Two prominent Philadelphians, after hearing updates on police reforms, offer varying responses.
With his leg in a cast and a crutch under his right arm, Mr. Greg Brinkley, an activist, and former correctional officer, in 2014 at City Hall testified before a committee from the Department of Justice about the Philadelphia Police Department.
Mr. Brinkley, who referenced multiple controversial cases during his testimony, was among a number of Philadelphia activists that day who spoke ill of the police department which employs 6,000 officers.
It’s been more than a year since that hearing in Center City Philadelphia, and what came of it – and the review of the department that ensued – was a scathing report issued by the COPS Office entitled ‘An Assessment of Deadly Force in the Philadelphia Police Department,’ which served as the catalyst for a myriad of reforms, including having the Philadelphia Police Advisory Commission (PAC) called to the scene of officer-involved shootings.
There are significant reforms though that haven’t been completed, and those will have to be negotiated with the police union, as they require work rule changes.
“They made a good start out of the gate,” Mr. Kelvyn Anderson, head of PAC, said of the police department he advises. “This is a large organizational change. I will take several years to play out.”
A private investigator on the case of Mr. Brandon Tate-Brown – a 26 year-old black man shot and killed while unarmed and fleeing by a Philadelphia police officer roughly three months prior to the release ‘of ‘An Assessment of Deadly Force in the Philadelphia Police Department’ – Mr. Brinkley said he would’ve preferred that a few years went by before the department was lauded by government leaders as a symbol of excellence.
Yesterday at a press conference to announce the progress the department has made since receiving the 91 recommendations, COPS (Community Orientated Policing Services) Director Mr. Ronald Davis gushed about how close to excellence the department was, and how they will soon be perceived as a national model.
“That’s bullsh*t,” Mr. Brinkley exclaimed. “How do you go from being plagued with problems in policy and training to, six months later, being a model for the nation?”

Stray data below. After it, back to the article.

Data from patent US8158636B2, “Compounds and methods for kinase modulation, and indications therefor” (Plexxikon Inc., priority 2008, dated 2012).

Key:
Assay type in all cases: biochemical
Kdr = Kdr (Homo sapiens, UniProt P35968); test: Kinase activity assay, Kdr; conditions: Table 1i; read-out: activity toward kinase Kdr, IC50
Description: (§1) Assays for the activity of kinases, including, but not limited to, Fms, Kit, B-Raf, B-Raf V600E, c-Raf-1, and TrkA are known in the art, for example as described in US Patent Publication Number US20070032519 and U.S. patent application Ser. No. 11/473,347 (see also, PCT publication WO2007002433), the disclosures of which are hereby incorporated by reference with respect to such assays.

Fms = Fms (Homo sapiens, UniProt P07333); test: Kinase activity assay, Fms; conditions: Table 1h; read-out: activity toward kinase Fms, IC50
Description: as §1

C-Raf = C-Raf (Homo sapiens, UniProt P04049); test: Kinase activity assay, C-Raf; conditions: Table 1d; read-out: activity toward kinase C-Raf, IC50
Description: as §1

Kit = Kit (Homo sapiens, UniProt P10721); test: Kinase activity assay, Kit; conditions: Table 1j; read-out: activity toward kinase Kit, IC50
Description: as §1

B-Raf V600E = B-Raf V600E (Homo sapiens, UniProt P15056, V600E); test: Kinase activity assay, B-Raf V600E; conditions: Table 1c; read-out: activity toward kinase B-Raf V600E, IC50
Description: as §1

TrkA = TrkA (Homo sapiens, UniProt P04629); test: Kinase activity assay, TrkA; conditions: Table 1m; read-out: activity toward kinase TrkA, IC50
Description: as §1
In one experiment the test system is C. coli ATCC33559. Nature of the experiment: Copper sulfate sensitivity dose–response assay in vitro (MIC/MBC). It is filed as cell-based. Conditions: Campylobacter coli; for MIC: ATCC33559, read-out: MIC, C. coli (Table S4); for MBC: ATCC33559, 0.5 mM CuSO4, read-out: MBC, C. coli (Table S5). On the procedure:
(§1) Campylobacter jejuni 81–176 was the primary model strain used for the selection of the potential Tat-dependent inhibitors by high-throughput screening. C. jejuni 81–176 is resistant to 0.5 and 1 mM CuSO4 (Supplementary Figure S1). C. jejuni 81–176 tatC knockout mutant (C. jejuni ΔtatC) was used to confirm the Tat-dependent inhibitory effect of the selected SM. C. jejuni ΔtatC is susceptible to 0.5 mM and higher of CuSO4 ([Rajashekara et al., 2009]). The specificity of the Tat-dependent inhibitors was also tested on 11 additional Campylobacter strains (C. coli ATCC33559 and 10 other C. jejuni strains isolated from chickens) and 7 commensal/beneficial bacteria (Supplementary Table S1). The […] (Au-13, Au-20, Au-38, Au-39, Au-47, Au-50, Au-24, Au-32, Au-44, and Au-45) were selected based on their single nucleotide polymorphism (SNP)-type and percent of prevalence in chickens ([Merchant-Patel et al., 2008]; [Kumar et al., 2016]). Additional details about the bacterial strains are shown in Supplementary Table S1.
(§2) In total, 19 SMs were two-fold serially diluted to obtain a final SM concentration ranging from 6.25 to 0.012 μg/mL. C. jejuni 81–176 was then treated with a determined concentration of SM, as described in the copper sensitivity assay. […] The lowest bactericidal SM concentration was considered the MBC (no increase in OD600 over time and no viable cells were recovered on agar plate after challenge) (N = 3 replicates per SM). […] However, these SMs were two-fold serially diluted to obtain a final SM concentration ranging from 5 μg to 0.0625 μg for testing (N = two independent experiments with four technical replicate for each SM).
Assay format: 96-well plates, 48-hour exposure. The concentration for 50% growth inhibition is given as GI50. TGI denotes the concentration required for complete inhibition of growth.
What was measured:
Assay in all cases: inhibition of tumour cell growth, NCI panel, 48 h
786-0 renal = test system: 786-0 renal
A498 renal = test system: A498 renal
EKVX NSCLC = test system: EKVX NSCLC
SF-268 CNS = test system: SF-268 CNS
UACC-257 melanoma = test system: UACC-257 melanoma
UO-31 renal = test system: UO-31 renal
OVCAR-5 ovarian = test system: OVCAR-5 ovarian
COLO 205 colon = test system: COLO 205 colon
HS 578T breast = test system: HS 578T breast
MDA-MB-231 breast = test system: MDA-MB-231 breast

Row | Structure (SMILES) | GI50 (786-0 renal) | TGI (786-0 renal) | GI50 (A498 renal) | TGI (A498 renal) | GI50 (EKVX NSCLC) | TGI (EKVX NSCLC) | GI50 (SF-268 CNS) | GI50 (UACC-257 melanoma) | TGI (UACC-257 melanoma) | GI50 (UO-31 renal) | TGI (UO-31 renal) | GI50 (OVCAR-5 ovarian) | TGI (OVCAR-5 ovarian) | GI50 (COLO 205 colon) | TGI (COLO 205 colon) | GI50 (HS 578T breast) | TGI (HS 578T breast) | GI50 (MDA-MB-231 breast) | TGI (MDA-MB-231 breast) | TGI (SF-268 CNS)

“If you look at the many things the police department did at the district level, great things have happened,” Mr. Anderson argued. “Ramsey drove the responsibility down to the captains. I’m starting to see more supervisors held accountable.”
That point, if true, isn’t lost on Mr. Brinkley, who himself many times has called for a reform that allows captains and sergeants to be sued personally for the malfeasance of their rank-and-file. But it’s the praise cops are receiving for doing their job that Mr. Brinkley is “insulted” by.
“They should stop acting like we should be grateful that they adopted things that they should’ve been doing all along. They owe citizens professionalism, courtesy, and transparency; we, taxpayers, don’t owe them sh*t!”
Mr. Brinkley and Mr. Anderson, who both today by phone at different times spoke exclusively to Techbook Online about the progress the department is making with reforms, had drastically different opinions on almost everything, including the incoming police commissioner, Mr. Richard Ross, who yesterday finally said he’s against HB1538, legislation that would keep private the name of officers involved in shootings unless they’re charged with a crime.
Mr. Ross at the press conference Tuesday morning called Mr. Charles Ramsey, the outgoing top cop, a great chief and informed the public he won’t do anything different than his predecessor.
“That’s the wrong message to send. Everybody, especially blacks who suffered at the hands of police, doesn’t think Ramsey was the greatest,” Mr. Brinkley said.
“Ross was speaking specifically to what Ramsey has done,” Mr. Anderson stated, adding he didn’t see anything wrong with Mr. Ross’ pledge of continuity.
Mr. Anderson, however, does hope Mr. Ross is more willing than Mr. Ramsey to allow “the public to participate in new policy roll-outs.”
The point that Mr. Brinkley and Mr. Anderson happened to agree on is probably the most important one: the public must exert energy on the state level to enact meaningful change in policing.
Mr. Brinkley, who feels the unwarranted praise of the police department was an attempt to placate the public and to get them to believe problems aren’t as bad as they appeared, wants the City to prepare to fight against the Fraternal Order of Police Lodge #5 and to reform the arbitration process (a state law), which has many times enabled cops fired by Mr. Ramsey to regain employment.
Mr. Anderson wants to see a coalition of pro-police reform advocates put forth bills in Harrisburg.
“We’ve haven’t done that yet here in Pennsylvania,” he said.
Keep a look out in January 2016 for an NPR Music documentary starring Grammy Award-Winner Mr. Christian McBride and co-starring Mr. Christopher “Flood the Drummer” Norris.
Thanks for reading. Until next time, I’m Flood the Drummer® & I’m Drumming for JUSTICE!™